Adding Pembrolizumab to Carboplatin/Pemetrexed Seems to Improve Response in Advanced Nonsquamous NSCLC


Key Points

  • The addition of pembrolizumab to carboplatin/pemetrexed significantly improved the response rate in the first-line treatment of patients with advanced nonsquamous NSCLC.
  • The combination is currently being assessed in a phase III trial in this setting.

As reported by Langer et al in The Lancet Oncology, findings in a phase II cohort of the multicohort KEYNOTE-021 study showed that the addition of first-line pembrolizumab (Keytruda) to carboplatin/pemetrexed (Alimta) significantly increased the response rate in patients with advanced nonsquamous non–small cell lung cancer (NSCLC).

Study Details

In the open-label study, 123 patients from 26 sites in the United States and Taiwan were randomized between November 2014 and January 2016 to receive 4 cycles of pembrolizumab at 200 mg plus carboplatin at an area under the curve (AUC) of 5 mg/mL/min and pemetrexed at 500 mg/m2 every 3 weeks followed by pembrolizumab for 24 months and indefinite pemetrexed maintenance therapy (n = 60) or 4 cycles of carboplatin and pemetrexed alone followed by indefinite pemetrexed maintenance therapy (n = 63).

Patients had to have chemotherapy-naive stage IIIB or IV disease without targetable EGFR (epidermal growth factor receptor) or ALK (anaplastic lymphoma kinase) genetic aberrations. The primary endpoint was the proportion of patients with an objective response as assessed by masked independent central review in the intention-to-treat population.

Response Rates

Response (all partial responses) was observed in 33 patients (55%, 95% confidence interval = 42%–68%) in the pembrolizumab-plus-chemotherapy group vs 18 patients (29%, 95% CI = 18%–41%) in the chemotherapy-alone group (P = .0016). Median time to response was 1.5 vs 2.7 months. Median duration of response was not reached in either group.

Overall, 29 of 33 responders (88%) in the pembrolizumab group and 14 of 18 responders (78%) in the chemotherapy-alone group remained alive and progression free at data cutoff. In the pembrolizumab group, response was achieved in 12 of 21 patients (57%) with PD-L1 (programmed cell death ligand 1) tumor expression > 1% and in 21 of 39 patients (54%) with PD-L1 expression ≥ 1%.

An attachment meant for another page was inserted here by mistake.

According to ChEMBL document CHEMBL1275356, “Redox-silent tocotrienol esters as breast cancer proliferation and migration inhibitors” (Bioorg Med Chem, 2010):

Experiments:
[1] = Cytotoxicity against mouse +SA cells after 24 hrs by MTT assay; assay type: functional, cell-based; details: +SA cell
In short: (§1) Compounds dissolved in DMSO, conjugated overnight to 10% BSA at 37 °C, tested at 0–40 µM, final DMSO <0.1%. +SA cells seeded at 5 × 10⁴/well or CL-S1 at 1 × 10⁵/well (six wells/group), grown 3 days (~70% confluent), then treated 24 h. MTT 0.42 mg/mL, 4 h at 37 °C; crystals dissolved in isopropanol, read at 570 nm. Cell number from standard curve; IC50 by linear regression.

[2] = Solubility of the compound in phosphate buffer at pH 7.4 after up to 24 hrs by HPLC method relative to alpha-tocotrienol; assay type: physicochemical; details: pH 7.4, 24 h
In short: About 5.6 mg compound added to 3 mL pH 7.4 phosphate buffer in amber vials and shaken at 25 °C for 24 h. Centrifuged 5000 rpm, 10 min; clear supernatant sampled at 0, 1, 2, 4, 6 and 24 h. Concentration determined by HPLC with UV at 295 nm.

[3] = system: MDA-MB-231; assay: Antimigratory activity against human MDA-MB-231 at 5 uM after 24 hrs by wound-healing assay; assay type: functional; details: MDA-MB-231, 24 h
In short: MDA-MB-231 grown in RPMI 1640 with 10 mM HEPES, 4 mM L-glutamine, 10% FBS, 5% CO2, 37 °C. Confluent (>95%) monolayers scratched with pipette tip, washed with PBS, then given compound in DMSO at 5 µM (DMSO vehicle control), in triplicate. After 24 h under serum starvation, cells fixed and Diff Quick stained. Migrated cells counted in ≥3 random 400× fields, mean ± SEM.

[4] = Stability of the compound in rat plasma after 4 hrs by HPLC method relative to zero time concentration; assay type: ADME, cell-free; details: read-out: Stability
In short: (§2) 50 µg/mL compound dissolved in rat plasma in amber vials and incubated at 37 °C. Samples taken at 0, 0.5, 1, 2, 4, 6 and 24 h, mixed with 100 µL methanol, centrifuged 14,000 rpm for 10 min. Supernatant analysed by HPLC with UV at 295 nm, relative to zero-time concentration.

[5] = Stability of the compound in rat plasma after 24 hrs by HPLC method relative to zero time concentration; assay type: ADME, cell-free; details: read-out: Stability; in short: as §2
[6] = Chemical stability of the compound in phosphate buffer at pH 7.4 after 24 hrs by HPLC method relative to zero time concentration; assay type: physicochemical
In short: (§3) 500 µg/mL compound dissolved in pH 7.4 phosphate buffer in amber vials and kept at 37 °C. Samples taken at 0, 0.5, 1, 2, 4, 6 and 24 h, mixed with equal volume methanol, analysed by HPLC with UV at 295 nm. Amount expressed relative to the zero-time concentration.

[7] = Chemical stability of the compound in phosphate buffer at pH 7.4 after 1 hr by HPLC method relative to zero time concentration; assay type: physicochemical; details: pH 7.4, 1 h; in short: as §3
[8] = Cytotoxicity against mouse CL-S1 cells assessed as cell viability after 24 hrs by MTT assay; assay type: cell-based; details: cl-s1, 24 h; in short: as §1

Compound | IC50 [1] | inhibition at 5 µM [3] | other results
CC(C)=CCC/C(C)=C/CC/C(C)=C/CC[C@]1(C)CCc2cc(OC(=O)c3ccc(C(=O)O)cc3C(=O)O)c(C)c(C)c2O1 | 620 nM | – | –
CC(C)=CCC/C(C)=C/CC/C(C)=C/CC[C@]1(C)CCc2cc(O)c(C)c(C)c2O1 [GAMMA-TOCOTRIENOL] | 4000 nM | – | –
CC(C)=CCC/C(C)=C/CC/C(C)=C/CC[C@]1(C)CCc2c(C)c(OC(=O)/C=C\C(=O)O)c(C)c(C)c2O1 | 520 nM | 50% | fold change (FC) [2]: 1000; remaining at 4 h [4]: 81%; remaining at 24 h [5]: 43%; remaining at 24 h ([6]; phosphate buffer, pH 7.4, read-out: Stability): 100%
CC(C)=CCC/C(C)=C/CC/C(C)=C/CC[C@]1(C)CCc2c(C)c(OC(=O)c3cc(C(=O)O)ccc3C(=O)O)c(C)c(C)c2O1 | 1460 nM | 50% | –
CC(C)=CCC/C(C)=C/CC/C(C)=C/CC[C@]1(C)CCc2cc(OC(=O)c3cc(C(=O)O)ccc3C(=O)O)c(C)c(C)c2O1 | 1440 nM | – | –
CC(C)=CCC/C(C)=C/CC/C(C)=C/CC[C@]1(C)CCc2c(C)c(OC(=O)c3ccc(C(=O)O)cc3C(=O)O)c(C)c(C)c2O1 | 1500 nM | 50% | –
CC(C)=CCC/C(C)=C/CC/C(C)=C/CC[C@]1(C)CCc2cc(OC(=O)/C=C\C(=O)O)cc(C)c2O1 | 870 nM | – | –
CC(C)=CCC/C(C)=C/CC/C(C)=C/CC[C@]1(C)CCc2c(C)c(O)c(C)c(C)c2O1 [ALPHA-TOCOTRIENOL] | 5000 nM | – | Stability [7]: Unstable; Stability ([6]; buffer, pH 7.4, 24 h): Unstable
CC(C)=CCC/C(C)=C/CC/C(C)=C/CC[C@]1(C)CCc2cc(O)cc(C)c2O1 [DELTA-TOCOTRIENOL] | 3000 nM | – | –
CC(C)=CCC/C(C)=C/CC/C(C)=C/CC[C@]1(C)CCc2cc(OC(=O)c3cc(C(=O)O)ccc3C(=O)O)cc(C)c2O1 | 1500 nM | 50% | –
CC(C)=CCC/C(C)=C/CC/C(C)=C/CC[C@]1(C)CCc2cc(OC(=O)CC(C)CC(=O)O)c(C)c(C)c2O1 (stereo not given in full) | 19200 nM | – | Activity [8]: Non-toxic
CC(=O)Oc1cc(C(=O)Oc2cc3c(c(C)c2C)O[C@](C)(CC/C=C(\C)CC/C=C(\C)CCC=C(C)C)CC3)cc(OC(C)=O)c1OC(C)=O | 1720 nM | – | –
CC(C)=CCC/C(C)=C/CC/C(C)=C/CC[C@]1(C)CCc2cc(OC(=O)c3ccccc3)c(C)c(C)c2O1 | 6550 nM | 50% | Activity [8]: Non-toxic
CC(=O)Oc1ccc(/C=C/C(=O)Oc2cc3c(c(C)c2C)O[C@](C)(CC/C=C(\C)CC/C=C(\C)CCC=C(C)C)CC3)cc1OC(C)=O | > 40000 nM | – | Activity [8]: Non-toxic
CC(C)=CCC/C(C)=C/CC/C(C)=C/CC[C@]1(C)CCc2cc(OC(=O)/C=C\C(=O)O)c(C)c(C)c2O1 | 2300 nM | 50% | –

Progression-Free Survival

Median follow-up was 10.6 months. Median progression-free survival was 13.0 vs 8.9 months (hazard ratio [HR] = 0.53, P = .010). Estimated 6-month progression-free survival was 77% vs 63%. At data cutoff, 22% of patients in both groups had died (HR = 0.90, P = .39), and the estimated 6-month overall survival was 92% in both groups.

Adverse Events

Treatment-related grade ≥ 3 adverse events occurred in 39% vs 26% of patients; the most common events occurring in ≥ 5% in either group were anemia (12%) and decreased neutrophil count (5%) in the pembrolizumab group and anemia (15%) in the chemotherapy-alone group. The most common treatment-related events of any grade were fatigue (64% vs 40%), nausea (58% vs 44%), and anemia (32% vs 53%). Treatment-related death occurred in one patient in the pembrolizumab/chemotherapy group (sepsis) and in two patients in the chemotherapy-alone group (sepsis and pancytopenia).

Potential immune-related adverse events irrespective of causal attribution occurred in 22% of the pembrolizumab group vs 11% of the chemotherapy-alone group. The most common events of any grade in the pembrolizumab group were hypothyroidism (15%), hyperthyroidism (8%), and pneumonitis (5%). One case each of grade 4 infusion reaction, grade 3 skin reaction, and grade 3 pneumonitis occurred in the pembrolizumab group.

The investigators concluded: “Combination of pembrolizumab, carboplatin, and pemetrexed could be an effective and tolerable first-line treatment option for patients with advanced non-squamous NSCLC. This finding is being further explored in an ongoing international, randomised, double-blind, phase 3 study [KEYNOTE 189].”

The study was funded by Merck & Co.

Corey J. Langer, MD, of Abramson Cancer Center, University of Pennsylvania, is the corresponding author of The Lancet Oncology article.

The content in this post has not been reviewed by the American Society of Clinical Oncology, Inc. (ASCO®) and does not necessarily reflect the ideas and opinions of ASCO®.